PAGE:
• Turnbull, J., Searle, A., Lorimer, J. and Rutz, C. 2022. ‘Anthropause and Anthropulse Environmentalisms’. Coronavirus Multispecies Reading Group. Alfred Deakin Institute for Citizenship and Globalisation, online. Available here: https://www.youtube.com/watch?v=K3Gy2WaI6qI.
  • Turnbull, J. and Searle, A. 2021. ‘Reflections on the Anthropause’. Constellations for Futures: Stories on Ecologies, Kinship, and Sciences. Goethe Institute, Brussels. Available here: https://www.laloge. be/en/broadcasts/day-2-narrative-about-earth.
  • Turnbull, J. 2021. ‘Making sense of nature in the Chornobyl Exclusion Zone’. Chornobyl Forum.
  • Turnbull, J. and Searle, A. 2021. ‘What is Nature?’ The Linacre Institute, Big Ideas workshop.
  • Turnbull, J., Searle, A. and Adams, W.M. 2021. ‘Digital winged geographies: Peregrine nestcams in the wild city’, Winged Geographies Seminar Series, online. Available here: https://www.wingedgeographies.co.uk/seminar-series/.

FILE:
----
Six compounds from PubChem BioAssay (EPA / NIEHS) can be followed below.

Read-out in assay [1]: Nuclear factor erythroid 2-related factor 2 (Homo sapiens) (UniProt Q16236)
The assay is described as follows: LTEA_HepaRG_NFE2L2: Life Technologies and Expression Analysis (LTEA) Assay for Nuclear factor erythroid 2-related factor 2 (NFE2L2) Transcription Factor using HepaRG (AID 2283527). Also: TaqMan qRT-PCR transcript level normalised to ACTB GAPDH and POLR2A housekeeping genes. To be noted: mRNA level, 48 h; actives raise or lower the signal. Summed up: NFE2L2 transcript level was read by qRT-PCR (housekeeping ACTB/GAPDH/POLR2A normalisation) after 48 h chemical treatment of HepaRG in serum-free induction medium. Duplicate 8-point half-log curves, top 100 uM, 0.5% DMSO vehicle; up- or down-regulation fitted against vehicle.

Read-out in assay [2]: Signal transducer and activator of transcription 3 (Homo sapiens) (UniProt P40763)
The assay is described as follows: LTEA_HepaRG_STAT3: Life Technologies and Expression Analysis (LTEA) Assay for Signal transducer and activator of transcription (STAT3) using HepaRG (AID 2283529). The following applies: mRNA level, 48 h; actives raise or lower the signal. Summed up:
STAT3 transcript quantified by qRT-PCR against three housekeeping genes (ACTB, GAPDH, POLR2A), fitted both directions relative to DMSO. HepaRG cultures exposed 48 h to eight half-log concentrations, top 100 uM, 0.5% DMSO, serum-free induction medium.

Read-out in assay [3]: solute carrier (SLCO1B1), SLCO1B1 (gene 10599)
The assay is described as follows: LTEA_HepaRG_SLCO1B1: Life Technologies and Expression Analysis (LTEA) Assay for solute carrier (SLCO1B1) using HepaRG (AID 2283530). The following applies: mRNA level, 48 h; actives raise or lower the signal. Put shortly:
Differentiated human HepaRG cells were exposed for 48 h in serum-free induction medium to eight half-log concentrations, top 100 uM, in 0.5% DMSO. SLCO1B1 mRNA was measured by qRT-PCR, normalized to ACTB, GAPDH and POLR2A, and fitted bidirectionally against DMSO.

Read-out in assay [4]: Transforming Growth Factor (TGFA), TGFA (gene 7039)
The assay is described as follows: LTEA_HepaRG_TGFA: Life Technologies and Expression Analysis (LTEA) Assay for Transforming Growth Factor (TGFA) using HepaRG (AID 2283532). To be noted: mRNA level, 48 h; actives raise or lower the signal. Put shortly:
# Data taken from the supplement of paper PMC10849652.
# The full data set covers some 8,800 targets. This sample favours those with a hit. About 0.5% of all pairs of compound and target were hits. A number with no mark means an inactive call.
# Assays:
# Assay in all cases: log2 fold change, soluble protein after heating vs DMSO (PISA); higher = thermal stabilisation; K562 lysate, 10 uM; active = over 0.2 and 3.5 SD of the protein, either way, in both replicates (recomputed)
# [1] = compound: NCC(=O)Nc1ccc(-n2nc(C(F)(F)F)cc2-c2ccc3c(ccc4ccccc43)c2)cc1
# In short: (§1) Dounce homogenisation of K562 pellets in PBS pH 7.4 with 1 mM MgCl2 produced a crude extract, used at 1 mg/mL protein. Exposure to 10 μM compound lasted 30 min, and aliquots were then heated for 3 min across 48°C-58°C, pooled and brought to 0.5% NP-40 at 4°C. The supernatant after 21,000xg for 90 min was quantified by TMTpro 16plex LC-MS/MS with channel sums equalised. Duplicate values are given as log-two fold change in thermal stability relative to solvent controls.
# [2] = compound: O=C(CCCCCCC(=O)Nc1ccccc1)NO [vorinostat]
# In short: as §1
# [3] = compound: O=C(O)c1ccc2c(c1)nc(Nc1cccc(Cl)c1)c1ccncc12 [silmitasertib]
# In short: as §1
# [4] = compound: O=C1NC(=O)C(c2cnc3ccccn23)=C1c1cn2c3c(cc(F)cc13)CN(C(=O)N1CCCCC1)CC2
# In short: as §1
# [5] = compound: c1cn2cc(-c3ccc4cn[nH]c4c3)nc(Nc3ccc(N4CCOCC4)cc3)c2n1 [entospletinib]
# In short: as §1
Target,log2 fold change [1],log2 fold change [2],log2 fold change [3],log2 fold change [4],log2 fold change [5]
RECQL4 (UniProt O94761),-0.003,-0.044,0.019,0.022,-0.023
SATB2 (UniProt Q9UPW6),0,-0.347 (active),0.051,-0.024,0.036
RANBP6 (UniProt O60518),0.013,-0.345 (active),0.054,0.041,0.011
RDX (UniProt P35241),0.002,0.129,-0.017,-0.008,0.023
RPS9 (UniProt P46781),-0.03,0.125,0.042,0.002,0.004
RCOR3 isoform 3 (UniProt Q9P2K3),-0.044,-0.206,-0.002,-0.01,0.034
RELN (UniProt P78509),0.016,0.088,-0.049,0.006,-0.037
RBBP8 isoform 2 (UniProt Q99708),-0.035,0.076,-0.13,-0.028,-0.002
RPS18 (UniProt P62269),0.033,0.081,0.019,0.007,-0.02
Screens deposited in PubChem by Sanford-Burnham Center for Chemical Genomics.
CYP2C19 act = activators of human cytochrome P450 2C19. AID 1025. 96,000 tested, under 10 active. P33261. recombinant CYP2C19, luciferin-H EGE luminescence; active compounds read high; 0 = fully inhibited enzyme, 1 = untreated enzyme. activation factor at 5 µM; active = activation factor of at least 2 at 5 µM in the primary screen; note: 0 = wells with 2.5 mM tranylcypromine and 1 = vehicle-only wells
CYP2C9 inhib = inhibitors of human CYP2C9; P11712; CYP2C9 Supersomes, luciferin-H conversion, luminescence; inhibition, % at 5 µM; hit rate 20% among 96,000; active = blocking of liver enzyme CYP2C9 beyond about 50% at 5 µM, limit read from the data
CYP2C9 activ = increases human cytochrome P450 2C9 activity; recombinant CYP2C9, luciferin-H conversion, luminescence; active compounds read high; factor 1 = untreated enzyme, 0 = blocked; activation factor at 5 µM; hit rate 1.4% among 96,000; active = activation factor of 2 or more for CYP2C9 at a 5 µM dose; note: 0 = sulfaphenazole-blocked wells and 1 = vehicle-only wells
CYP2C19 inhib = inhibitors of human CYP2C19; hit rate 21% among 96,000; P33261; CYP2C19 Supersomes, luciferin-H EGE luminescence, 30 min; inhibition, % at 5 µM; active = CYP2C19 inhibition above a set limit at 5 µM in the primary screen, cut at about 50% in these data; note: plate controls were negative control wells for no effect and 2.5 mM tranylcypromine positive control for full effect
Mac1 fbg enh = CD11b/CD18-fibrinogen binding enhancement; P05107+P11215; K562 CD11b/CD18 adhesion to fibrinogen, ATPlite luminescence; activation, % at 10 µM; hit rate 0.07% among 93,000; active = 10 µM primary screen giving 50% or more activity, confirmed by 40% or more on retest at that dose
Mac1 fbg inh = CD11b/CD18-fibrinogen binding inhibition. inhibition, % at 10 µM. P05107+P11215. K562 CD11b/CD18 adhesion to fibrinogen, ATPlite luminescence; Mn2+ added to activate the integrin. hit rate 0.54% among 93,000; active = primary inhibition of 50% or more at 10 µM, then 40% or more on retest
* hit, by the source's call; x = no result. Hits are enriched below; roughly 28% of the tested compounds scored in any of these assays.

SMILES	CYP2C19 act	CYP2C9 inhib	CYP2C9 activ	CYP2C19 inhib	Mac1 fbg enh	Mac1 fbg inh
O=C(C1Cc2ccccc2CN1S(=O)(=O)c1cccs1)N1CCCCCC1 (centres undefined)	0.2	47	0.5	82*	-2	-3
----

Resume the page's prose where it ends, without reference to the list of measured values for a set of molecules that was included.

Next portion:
• Guest Lecturer, Mohyla Academy Postgraduate Seminar Series: ‘Making Sense of Nature in the Chornobyl Exclusion Zone’, April 2021: Available here: https://www.youtube.com/watch?v=CKe0a77wZRs.
  • Roundtable participant: (Un)precedented Ecologies: ‘Nature’ in the Age of the Anthropause. Cambridge University Geography Society, February 2021.
  • Turnbull, J. and Searle, A. 2020. ‘Nature buffering: Liveness, liveliness, and the digital animal encounter’, Undergraduate Seminar, Keele University, online.
  • Turnbull, J. and Searle, A. 2020. ‘Nature buffering: Liveness, liveliness, and the digital animal encounter’, More-than-Human Research Group, School of Geography and the Environment, University of Oxford, online.